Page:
Global equity markets rebounded in June, putting an exclamation point on one of the strongest starts to a year ever. With the bounce, most markets have reached levels near their all-time highs. The questions now are, “does this optimism match reality and can markets keep climbing the wall of worry?”
The percentage change in markets is partly a function of a rebound from an awful end to 2018, but most of the credit is due to the abrupt reversal of the Federal Reserve. Many observers, including US President Donald Trump, now claim the Fed made a mistake last year by hiking rates. Fear of the supposed mistake was partly to blame for the sell-off in Q4 last year and the Fed’s reversal to a dovish stance in January is mainly responsible for the rebound. Markets went from expecting rate increases to now expecting three rates cuts by year’s end. The volatility resulting in this change has, of course, affected bonds, stocks and currencies.
Trade is another risk that markets have had to work through this year. Corporations have been cautious in giving guidance as uncertainty around trade persists. Analysts continue to expect a strong recovery in the second half of the year to offset the slow start to earnings. Second quarter earnings reports will be interesting if executives have any further clarity on their operations or if they’ve seen an increase in sentiment.
While the June bounce back in equities was impressive, some of the more notable moves came from gold and Bitcoin. The US dollar has been choppy most of the year, but it dropped last month on the dovish Fed comments. With the greenback falling, gold is surging, finally breaking through the $1350/oz level, which has been the ceiling for the past five years, and ending the month over $1400/oz. What may be related is the move in Bitcoin and the other cryptocurrencies. Bitcoin, which many had written off, is now up over 200% on the year and taking aim at previous highs. Both gold and bitcoin moving higher could signal fear is creeping back into the market.
Energy was able to continue its move higher, recovering most of the losses from May. Iran-US tensions helped, but inventory data also continues to improve. Oil is now up 25% on the year, while energy stocks continue to languish. The Canadian government announced they will ‘green light’ the long-needed Trans Mountain Pipeline project. However, the suffering Canadian energy sector continued to trade lower, potentially setting up one of the better contrarian investment opportunities in years.
Given the concerns around trade and politics, many may have expected markets to be lower on the year, yet they aren’t. With a record amount of global bonds now at a negative yield, and the US 10-year Treasury at 2%, this could simply be a return of the TINA (there is no alternative) market.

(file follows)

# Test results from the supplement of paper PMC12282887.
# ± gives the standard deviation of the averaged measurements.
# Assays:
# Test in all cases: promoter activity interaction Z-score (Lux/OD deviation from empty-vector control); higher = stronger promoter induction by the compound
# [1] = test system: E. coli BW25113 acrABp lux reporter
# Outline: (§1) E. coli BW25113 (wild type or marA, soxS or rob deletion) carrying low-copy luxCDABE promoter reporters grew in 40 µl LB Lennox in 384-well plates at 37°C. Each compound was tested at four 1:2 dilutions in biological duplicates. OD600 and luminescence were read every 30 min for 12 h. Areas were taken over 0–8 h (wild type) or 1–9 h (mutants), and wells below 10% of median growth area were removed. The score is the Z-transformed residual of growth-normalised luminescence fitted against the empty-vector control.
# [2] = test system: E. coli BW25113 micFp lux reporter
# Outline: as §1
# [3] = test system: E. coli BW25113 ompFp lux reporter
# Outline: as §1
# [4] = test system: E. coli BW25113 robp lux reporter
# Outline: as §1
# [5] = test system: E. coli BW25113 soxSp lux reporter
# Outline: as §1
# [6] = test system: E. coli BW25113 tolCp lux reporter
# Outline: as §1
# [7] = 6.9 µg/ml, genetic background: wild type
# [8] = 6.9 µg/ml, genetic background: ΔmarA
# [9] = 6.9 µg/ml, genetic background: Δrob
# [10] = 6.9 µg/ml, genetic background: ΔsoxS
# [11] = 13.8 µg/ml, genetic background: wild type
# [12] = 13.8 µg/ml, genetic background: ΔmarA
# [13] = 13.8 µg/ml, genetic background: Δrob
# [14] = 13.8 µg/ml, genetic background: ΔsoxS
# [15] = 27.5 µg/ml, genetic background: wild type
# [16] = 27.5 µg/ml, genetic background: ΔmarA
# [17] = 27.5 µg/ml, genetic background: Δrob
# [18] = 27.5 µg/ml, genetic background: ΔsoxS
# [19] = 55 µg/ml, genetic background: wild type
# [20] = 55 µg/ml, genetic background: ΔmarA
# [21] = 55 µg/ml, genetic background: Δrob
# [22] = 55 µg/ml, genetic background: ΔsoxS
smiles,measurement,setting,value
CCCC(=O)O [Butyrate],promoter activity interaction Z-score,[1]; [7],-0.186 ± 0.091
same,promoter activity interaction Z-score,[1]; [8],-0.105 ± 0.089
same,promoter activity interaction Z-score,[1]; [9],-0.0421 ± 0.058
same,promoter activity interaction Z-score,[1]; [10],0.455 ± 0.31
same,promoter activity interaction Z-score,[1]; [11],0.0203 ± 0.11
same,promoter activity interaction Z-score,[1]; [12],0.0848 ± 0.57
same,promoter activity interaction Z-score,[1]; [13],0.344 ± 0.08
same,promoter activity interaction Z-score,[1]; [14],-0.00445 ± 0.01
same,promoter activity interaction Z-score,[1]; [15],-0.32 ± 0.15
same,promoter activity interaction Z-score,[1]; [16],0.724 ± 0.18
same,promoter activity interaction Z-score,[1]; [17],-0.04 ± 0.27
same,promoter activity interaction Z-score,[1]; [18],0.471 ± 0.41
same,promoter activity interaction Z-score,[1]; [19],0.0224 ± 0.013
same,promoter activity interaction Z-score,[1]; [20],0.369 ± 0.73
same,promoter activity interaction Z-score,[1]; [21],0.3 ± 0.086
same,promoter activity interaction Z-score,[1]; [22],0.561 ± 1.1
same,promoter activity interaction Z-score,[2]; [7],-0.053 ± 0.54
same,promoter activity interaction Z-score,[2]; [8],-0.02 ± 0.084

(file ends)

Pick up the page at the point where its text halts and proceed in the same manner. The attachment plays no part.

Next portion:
There is a simple rule to markets: you don’t fight the Fed. It’s been a pretty accurate indicator so far. Unless peace breaks out and all trade disputes disappear, it’s unlikely we will see a hawkish Fed anytime soon, which is supportive of risk assets.
The market should experience higher volatility for the balance of the year. The pressure will be intense on the Fed to cut rates. Corporate earnings will be analysed for any signs of weakness resulting from trade wars. But there is a fine balancing act underway.
If earnings and economic data start to improve, is there really a need for rate cuts? Any hint of hawkish comments could shake the markets. With equities at all-time highs, the risk/reward may not be an ideal setup to go ‘all-in’ on risk. Investors should stick with quality and pare back on some of the more hyped parts of the market.
The analogy could be made that anyone jumping into equities right now is similar to someone walking into a crowded bar before closing time. Do you really want to order a few shots (hot IPOs like Uber and Beyond Meat), or is it a better plan to grab a water and watch the action from a safe, more defensive distance?
Ideas with Purpose
Purpose Gold Bullion Fund (KILO) is a low-cost way to own physical gold, which is pushing into territory not seen by the precious metal in more than five years. While we won’t be making any calls as to where gold will go, we think it remains an effective risk-off asset that’s suitable for uncertain markets. With KILO, your physical gold is held on a fully segregated basis at the Royal Canadian Mint. Your gold can be redeemed and delivered to you upon request.
Purpose Tactical Asset Allocation Fund (RTA) is an agile, systematic fund, designed to respond to changing market conditions. The Fund holds primarily index-based ETFs and can quickly rotate between risk-on and risk-off positioning by adjusting its equity and fixed-income allocations. It can serve two purposes in a portfolio, either as a volatility-management strategy or as a conservative way to put cash on the sidelines to use.
— Greg Taylor, CFA is the Chief Investment Officer of Purpose Investments
All data sourced from Bloomberg unless otherwise noted.
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